Marvel and DC should be going after this market and going after it hard.
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Re: What's Wrong With Comics According to Me

Post by Jack of Spades »

Possibly I've been missing these due to not having much exposure to young adults any more. I'm glad to hear it! As a fan of both the medium and the characters, I want to see both succeed.
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Re: What's Wrong With Comics According to Me

Post by NoOneofConsequence »

Batgirl III wrote: Mon Apr 12, 2021 8:13 pm
Marvel and DC should be going after this market and going after it hard.
DC is. It's why they've made stuff like I Am Not Starfire, Nubia, and whatever that gay Aqualad thing was.

It's almost like they are trying to fail.
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Re: What's Wrong With Comics According to Me

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Batgirl III wrote: Mon Apr 12, 2021 8:13 pm Marvel and DC should be going after this market and going after it hard.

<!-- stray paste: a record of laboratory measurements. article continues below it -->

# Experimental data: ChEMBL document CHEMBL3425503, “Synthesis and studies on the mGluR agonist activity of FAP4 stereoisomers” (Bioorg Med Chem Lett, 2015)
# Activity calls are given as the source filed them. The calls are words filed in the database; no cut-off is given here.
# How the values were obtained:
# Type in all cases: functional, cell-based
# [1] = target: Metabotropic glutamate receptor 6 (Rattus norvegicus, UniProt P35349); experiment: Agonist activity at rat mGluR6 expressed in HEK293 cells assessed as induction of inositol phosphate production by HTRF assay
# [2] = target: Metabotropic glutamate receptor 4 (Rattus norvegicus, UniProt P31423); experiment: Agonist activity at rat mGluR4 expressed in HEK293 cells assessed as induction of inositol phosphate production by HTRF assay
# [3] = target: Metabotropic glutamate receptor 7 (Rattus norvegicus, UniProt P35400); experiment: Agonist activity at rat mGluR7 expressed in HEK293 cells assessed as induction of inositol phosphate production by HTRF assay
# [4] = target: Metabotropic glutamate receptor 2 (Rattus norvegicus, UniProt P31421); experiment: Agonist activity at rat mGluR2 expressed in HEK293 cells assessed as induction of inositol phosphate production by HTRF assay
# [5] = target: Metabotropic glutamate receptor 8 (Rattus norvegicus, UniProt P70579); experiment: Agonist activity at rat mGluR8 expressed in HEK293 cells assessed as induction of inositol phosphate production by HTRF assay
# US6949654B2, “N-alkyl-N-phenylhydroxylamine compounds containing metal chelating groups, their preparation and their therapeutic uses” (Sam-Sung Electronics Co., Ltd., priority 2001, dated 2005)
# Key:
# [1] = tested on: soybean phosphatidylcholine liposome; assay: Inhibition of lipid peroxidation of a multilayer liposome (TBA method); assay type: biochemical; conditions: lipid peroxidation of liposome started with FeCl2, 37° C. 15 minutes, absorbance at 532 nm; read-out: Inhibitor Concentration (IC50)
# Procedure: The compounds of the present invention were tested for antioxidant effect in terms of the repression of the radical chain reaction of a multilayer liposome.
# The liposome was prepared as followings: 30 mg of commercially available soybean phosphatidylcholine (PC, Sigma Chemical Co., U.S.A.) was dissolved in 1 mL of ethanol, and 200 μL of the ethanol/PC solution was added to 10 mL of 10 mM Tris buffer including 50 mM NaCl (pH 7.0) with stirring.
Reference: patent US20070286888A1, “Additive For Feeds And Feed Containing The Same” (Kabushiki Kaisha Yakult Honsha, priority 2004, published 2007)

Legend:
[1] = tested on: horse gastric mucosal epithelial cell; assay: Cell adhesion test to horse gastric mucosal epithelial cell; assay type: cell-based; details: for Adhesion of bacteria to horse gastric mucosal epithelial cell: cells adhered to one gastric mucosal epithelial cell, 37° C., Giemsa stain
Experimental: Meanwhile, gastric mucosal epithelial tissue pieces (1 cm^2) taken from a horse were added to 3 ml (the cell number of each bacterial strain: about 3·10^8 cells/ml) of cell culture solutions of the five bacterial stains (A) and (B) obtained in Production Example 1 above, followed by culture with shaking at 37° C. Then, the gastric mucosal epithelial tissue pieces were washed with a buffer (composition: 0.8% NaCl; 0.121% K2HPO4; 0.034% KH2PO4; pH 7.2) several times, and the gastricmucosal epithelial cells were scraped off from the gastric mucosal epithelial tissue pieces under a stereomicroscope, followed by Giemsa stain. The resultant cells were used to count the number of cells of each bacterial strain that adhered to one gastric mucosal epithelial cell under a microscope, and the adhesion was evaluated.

Yes. They should.

The other market that they seem to loathe to tap into is the 40-60+ year olds who USED to read super hero comics. Most of my genre-fan friends used to be comic book readers. Actually, several of us still are, but we read old comics. Whether back-issues we collect, or comics we find on-line, or just perusing our own collections, we still read comics.

We just don't read NEW comics, or if we do it isn't very often.

We're super hero fans, yes, so we watch the Marvel and DC films. Well, some of the DC films; we give Snyder a hard pass. Several of them watch the CW super hero shows. We play super-hero RPGs. And if there were comics worth getting, we would. But we don't. Not with every comic writer thinking he's writing the Great 19th century Russian novel and containing more grey-and-gray morality then one would find in a moral relativists convention.
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Re: What's Wrong With Comics According to Me

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Ken wrote: Fri Apr 16, 2021 10:06 pm The other market that they seem to loathe to tap into is the 40-60+ year olds who USED to read super hero comics.
Say it louder, for the people in the back.